Director Adam Wingard Screenplay by Charles Parlapanides, Vlas Parlapanides, Jeremy Slater Starring Nat Wolff, Lakeith Stanfield, Margaret Qualley, Shea Whigham, Paul Nakauchi, Jason Liles, Willem Dafoe Before we go too far in any direction, this film is not great. […]
Director Adam Wingard
Screenplay by Charles Parlapanides, Vlas Parlapanides, Jeremy Slater
Starring Nat Wolff, Lakeith Stanfield, Margaret Qualley, Shea Whigham,
Paul Nakauchi, Jason Liles, Willem Dafoe
Before we go too far in any direction, this film is not great. It’s not a giant disappointment, though. It is just a little one. Anyone who has time to accuse the filmmakers of whitewashing the original material take a long walk. They’ve already done enough in front of the camera in Japan, from where the original manga emanates. There was a time when it would have been called an homage, but everyone has to be offended these days. Grow up and just take this for what it is, a borrowed tale of a borrowed tale of a borrowed tale.
The disappointment for me is only that I’ve seen Wingard do better and not all that long ago. You’re Next is one of my favorite slasher films of recent memory, and the word on The Guest is good enough it makes me wonder why I missed it. He’s been hired to do the upcoming Godzilla vs. Kong film too. Ears perked when this property he was attached to suddenly got placed in limbo. Then they perked again when Netflix picked it up and made it at full budget. One could almost feel the palpable disappointment just waiting for critics to express when the burgeoning monolith released the film in late August.
The story is quite recognizable to anyone who’s studied anything written before this date. A kid named Light (Wolff) literally has a book called Death Note drop out of the sky in front of him. He picks it up. He reads. It becomes clear through a series of screen flashes what the book wants him to know and what the director wants us to know. Write a name in the book, picture the face that goes with the name and that person dies.
The book comes with a death god, named Ryuk (Dafoe). The purpose of this demon is unclear. It seems like he wants to bust out somehow, but really he just wants the person who has the book to put him to work. He likes the rules, but he likes mischief even more. This mischief is pretty gruesome.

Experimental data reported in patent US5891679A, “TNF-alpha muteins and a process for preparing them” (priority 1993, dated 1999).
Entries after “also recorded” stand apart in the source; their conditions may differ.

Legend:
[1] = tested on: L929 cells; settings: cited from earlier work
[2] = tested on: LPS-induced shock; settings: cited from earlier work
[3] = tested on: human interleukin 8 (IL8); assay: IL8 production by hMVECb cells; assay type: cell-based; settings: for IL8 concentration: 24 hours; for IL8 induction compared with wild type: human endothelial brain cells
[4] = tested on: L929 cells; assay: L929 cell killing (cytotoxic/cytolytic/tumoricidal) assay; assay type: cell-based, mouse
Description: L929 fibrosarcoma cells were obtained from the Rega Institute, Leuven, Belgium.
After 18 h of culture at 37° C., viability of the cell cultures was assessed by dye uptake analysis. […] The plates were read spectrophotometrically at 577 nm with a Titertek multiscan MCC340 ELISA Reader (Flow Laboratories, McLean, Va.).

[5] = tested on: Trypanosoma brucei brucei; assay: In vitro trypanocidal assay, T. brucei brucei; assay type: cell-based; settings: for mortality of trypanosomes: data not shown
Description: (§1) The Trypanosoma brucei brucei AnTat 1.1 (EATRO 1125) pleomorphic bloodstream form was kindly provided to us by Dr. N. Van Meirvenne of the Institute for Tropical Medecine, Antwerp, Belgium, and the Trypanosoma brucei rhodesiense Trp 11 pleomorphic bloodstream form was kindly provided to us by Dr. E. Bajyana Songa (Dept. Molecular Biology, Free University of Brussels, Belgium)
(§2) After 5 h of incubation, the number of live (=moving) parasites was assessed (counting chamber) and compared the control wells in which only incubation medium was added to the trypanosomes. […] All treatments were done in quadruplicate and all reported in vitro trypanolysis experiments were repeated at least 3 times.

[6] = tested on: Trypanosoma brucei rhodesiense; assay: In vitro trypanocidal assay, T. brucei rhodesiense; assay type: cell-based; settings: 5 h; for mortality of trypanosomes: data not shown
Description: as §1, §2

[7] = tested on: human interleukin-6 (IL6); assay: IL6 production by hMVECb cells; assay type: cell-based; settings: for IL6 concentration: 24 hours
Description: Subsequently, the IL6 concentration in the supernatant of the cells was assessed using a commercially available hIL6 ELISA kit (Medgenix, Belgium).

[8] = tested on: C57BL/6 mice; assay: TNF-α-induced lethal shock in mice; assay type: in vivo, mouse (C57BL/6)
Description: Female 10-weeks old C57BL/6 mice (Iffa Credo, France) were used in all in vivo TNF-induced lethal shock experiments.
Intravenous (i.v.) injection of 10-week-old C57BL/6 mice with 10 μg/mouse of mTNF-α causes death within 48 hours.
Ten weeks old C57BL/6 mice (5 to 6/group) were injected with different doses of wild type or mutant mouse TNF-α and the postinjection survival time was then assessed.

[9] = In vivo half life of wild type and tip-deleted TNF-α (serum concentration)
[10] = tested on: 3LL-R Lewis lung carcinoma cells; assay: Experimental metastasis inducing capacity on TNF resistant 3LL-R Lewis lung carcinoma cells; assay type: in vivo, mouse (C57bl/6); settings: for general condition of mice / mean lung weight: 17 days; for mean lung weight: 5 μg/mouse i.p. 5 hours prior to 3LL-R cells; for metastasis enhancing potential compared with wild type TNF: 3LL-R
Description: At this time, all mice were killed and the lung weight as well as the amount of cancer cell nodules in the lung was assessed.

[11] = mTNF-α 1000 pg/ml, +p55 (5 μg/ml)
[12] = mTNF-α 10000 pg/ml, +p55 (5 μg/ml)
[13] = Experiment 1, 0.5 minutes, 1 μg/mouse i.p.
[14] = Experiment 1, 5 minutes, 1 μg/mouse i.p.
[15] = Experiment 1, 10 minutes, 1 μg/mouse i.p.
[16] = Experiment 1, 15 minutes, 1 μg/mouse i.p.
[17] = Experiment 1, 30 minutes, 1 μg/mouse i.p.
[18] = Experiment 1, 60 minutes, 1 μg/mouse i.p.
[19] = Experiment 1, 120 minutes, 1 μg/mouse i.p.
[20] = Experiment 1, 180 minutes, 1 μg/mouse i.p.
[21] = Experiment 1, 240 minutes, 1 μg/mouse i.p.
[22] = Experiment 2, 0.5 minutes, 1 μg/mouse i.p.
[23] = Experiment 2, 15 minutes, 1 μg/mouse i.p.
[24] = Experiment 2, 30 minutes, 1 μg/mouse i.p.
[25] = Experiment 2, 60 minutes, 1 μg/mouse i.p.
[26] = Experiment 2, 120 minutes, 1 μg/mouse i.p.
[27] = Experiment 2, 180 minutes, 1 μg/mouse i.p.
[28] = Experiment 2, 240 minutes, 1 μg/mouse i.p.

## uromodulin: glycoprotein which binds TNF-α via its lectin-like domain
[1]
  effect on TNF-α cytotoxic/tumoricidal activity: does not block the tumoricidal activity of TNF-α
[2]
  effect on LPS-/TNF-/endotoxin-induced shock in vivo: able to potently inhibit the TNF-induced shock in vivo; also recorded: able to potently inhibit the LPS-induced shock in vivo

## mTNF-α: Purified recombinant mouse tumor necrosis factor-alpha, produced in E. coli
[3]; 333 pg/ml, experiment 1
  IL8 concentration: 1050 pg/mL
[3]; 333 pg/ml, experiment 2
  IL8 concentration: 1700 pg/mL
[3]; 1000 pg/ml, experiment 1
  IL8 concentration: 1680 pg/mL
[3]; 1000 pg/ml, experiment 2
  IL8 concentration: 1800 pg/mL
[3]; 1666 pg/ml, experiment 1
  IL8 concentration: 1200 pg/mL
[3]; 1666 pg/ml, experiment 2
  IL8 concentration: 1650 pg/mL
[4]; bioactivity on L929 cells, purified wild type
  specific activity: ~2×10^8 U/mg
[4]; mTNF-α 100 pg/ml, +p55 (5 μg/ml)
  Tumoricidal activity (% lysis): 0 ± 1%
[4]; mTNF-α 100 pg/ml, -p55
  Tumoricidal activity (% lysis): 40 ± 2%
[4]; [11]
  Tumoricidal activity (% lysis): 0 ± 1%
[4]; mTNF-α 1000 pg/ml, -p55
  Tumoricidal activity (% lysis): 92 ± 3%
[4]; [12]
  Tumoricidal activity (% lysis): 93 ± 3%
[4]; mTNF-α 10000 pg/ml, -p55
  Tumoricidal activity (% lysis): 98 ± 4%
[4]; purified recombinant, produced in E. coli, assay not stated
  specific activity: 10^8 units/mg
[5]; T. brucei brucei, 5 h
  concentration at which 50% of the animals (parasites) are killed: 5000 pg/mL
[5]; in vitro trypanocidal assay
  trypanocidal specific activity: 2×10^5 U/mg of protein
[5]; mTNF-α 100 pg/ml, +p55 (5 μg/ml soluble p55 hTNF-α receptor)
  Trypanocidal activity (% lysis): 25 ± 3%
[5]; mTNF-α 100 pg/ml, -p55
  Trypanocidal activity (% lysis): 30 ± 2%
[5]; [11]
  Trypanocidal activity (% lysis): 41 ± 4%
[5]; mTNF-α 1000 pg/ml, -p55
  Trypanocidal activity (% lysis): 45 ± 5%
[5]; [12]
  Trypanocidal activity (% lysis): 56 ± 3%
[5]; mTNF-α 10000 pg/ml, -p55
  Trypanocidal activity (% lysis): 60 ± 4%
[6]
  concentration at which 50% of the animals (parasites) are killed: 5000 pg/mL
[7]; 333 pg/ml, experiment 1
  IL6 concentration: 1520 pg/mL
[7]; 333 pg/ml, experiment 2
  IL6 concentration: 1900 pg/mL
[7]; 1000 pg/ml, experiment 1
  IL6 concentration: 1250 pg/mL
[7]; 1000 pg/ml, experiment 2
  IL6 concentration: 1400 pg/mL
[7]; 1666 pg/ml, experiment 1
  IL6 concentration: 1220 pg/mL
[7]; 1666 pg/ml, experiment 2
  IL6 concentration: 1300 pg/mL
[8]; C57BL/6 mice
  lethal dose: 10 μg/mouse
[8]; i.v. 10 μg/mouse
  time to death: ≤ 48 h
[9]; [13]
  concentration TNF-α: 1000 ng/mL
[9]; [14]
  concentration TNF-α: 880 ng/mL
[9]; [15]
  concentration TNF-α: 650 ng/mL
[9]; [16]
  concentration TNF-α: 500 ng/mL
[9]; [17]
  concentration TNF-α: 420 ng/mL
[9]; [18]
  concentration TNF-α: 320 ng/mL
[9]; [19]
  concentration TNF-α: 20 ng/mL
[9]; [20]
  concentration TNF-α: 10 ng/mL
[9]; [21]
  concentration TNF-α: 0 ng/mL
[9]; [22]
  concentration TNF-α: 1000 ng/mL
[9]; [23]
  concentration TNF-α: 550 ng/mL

The movie has some good performances, in particular Stanfield as L and Qualley as Mia. Dafoe is right at home as the evil Ryuk. His brand of vitriol feels sinister and is, if anything, underused here.
They could have done better than Wolff for a leading man, but it’s hard to tell if its as much his issue as it is the writing. He’s somewhat annoying, like a more annoying Adam Goldberg, though I am not sure how he got there. Somehow he feels disconnected from the material, like he’s waiting for it to be worthy of him. Maybe its unfair, but I’ve never watched anything he’s been in twice.
If anything, they could have tethered Ryuk much closer to Light, or at least featured their back and forth more prominently. Though they take an original twist introducing the Adam and Eve element to it, in the end it serves as a distraction to what could have been much more interesting material.
I am not real familiar with manga, and there’s nothing here that draws me in. Wingard’s hold on the material seems fleeting here. It’s got nothing of the control he’s exhibited with his early work.
About that early work, I am watching The Guest now. Dan Stevens. Holy crap. Now that’s control.
(*** out of *****)